Cybersecurity Map 08:26


  1. Critical dependencies, e.g. for sensitive components in critical infrastructures, must be checked cyclically. Central coordination of the dependency check is important.
  2. Check product liability
  3. Advancing European initiatives on critical dependencies and product liability
  4. Promote cooperation with local providers including Swiss start-ups

State of the art

With the increasing digitalisation of business processes, the hardware and software solutions required for this form a central and critical component. At first glance, the supplier market appears to be extremely diverse and broadly based with regard to a wide variety of solutions. If one looks at the countries of origin of the providers, however, this apparent diversity is not what it seems. The market is clearly dominated by US companies, closely followed by Chinese and isolated global players from Korea (Samsung), Russia (Kaspersky), and Germany (SAP).

The situation is that without hardware and software solutions from US, Chinese and other companies, the dense digitalisation of processes as we know them today will not take place. This digitalisation is accompanied by the theoretical simplification of access to the ICT systems of domestic manufacturers, as well as service providers and thus to the stored, processed or delivered information, should the company's home state's laws permit – which they usually do, be it in China, the US or about anywhere.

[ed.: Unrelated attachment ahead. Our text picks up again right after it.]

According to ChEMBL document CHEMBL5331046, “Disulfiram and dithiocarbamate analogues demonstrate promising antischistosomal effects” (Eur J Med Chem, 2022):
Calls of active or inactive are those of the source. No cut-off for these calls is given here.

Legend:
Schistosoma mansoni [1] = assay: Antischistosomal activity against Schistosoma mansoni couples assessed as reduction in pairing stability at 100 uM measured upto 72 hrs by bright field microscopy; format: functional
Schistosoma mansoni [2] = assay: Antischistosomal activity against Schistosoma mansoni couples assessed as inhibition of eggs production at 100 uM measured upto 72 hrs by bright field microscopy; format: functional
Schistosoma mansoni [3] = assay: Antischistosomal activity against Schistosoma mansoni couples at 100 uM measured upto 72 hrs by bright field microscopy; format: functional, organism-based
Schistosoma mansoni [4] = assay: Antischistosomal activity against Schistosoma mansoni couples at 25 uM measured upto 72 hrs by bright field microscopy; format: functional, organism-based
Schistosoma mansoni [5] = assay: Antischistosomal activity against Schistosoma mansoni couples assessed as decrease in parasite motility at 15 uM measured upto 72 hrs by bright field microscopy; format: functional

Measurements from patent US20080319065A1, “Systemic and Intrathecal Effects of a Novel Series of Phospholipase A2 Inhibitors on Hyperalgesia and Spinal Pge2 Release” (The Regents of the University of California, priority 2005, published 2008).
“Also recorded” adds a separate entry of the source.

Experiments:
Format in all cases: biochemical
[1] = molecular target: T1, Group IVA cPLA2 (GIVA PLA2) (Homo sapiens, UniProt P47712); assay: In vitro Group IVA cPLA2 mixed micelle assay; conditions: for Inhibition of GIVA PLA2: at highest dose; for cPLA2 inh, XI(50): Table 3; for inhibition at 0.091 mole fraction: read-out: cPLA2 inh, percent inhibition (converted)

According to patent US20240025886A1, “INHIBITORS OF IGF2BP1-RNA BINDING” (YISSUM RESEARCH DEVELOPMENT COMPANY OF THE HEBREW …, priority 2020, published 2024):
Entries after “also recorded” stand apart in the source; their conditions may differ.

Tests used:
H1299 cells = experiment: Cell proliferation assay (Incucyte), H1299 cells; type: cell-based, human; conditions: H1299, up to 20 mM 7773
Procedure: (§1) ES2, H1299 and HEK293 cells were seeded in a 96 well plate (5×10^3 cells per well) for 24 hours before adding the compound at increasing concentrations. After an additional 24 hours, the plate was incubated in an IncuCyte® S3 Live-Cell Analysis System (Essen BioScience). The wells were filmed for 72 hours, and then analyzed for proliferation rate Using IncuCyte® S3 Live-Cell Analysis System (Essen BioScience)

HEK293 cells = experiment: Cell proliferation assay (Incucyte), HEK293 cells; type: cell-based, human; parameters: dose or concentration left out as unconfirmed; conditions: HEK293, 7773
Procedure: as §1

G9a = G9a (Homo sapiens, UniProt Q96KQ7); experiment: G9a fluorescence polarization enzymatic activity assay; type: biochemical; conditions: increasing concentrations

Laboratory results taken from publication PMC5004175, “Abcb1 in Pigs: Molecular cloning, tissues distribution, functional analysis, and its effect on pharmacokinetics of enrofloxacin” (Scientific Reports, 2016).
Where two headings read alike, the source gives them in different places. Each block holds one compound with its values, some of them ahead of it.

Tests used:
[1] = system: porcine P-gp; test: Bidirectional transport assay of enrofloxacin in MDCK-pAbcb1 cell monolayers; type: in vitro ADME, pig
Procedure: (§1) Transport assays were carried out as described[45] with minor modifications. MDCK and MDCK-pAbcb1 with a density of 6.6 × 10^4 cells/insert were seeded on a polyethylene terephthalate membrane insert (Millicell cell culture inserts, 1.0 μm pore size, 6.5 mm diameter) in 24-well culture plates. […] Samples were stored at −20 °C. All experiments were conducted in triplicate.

In several countries, including Switzerland, a general discussion is taking place on how to extricate oneself from dependence on mainly the two de facto technology giants USA and China and creating some sort of independent domestic industry and alternatives. In Switzerland, this discussion was more broadly launched under the tag line “cyber sovereignty”. Which can also be more broadly seen as a discussion about how to deal with the fact that 99% of hardware, software and therefore our data and information are not solely guarded under Swiss law, but also under the legal frameworks of other nations.


It is more than questionable whether Switzerland, as an industrial location, could in the near future develop any alternatives at all to the predominant hardware and software solutions of foreign suppliers. Even a coordinated industrial policy in this area, which is unusual for Switzerland, would only have a long-term effect, if at all. However, the digitalisation of business processes, "eHealth", the development of 5G and the like is already taking place today and the ICT components and solutions required for this are practically not produced at all, or only in small amounts, often at great expense in Switzerland.

Need for action

As a small, open economy, Switzerland is on the one hand dependent on foreign ICT manufacturers. On the other hand, it can also benefit from being able to balance the different interests of different countries with corresponding leading ICT industries. The Swiss economy will continue to depend in part on foreign ICT manufacturers for digitalisation. Thus, consistent risk management should be established with regard to possible government intervention and enforcement, which addresses handling manufacturers, suppliers, and providers of hardware and software solutions throughout.

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